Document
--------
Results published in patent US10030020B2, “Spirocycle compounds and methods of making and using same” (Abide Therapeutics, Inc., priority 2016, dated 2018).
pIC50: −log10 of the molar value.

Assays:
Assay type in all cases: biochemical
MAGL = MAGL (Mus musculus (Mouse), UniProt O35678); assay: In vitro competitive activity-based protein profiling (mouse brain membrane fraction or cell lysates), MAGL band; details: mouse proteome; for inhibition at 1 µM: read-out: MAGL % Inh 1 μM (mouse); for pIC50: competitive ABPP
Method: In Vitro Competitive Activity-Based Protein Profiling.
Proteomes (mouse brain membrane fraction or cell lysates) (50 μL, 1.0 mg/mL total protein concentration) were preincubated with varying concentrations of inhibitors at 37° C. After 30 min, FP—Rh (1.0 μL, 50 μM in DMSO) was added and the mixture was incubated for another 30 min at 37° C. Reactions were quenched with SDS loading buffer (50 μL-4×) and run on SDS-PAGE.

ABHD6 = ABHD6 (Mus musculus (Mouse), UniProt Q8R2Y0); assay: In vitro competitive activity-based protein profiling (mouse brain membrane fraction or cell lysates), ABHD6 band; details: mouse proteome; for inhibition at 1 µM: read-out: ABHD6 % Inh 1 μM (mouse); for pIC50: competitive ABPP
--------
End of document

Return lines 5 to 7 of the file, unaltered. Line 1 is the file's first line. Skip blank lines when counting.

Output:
MAGL = MAGL (Mus musculus (Mouse), UniProt O35678); assay: In vitro competitive activity-based protein profiling (mouse brain membrane fraction or cell lysates), MAGL band; details: mouse proteome; for inhibition at 1 µM: read-out: MAGL % Inh 1 μM (mouse); for pIC50: competitive ABPP
Method: In Vitro Competitive Activity-Based Protein Profiling.
Proteomes (mouse brain membrane fraction or cell lysates) (50 μL, 1.0 mg/mL total protein concentration) were preincubated with varying concentrations of inhibitors at 37° C. After 30 min, FP—Rh (1.0 μL, 50 μM in DMSO) was added and the mixture was incubated for another 30 min at 37° C. Reactions were quenched with SDS loading buffer (50 μL-4×) and run on SDS-PAGE.